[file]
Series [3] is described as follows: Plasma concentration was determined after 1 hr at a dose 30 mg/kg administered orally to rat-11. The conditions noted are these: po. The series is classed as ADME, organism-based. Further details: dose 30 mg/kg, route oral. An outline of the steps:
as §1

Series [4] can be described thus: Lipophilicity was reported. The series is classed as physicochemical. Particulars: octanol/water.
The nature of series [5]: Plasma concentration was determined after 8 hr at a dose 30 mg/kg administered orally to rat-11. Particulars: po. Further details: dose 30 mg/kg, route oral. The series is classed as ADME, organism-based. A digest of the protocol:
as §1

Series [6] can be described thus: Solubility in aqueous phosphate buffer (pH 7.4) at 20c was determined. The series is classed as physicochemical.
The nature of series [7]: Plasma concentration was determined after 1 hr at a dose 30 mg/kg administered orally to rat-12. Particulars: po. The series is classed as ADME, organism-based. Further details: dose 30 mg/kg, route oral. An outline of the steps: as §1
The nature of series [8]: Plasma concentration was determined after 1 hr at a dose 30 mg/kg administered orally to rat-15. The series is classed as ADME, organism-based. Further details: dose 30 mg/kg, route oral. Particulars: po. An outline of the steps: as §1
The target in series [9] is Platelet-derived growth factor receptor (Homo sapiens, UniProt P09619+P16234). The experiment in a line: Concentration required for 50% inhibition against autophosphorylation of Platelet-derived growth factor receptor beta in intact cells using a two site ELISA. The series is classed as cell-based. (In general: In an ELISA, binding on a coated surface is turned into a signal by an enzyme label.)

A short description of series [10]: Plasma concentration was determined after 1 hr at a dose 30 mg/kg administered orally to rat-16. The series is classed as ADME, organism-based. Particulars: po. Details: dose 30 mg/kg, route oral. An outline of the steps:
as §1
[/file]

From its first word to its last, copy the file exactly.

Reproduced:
Series [3] is described as follows: Plasma concentration was determined after 1 hr at a dose 30 mg/kg administered orally to rat-11. The conditions noted are these: po. The series is classed as ADME, organism-based. Further details: dose 30 mg/kg, route oral. An outline of the steps:
as §1

Series [4] can be described thus: Lipophilicity was reported. The series is classed as physicochemical. Particulars: octanol/water.
The nature of series [5]: Plasma concentration was determined after 8 hr at a dose 30 mg/kg administered orally to rat-11. Particulars: po. Further details: dose 30 mg/kg, route oral. The series is classed as ADME, organism-based. A digest of the protocol:
as §1

Series [6] can be described thus: Solubility in aqueous phosphate buffer (pH 7.4) at 20c was determined. The series is classed as physicochemical.
The nature of series [7]: Plasma concentration was determined after 1 hr at a dose 30 mg/kg administered orally to rat-12. Particulars: po. The series is classed as ADME, organism-based. Further details: dose 30 mg/kg, route oral. An outline of the steps: as §1
The nature of series [8]: Plasma concentration was determined after 1 hr at a dose 30 mg/kg administered orally to rat-15. The series is classed as ADME, organism-based. Further details: dose 30 mg/kg, route oral. Particulars: po. An outline of the steps: as §1
The target in series [9] is Platelet-derived growth factor receptor (Homo sapiens, UniProt P09619+P16234). The experiment in a line: Concentration required for 50% inhibition against autophosphorylation of Platelet-derived growth factor receptor beta in intact cells using a two site ELISA. The series is classed as cell-based. (In general: In an ELISA, binding on a coated surface is turned into a signal by an enzyme label.)

A short description of series [10]: Plasma concentration was determined after 1 hr at a dose 30 mg/kg administered orally to rat-16. The series is classed as ADME, organism-based. Particulars: po. Details: dose 30 mg/kg, route oral. An outline of the steps:
as §1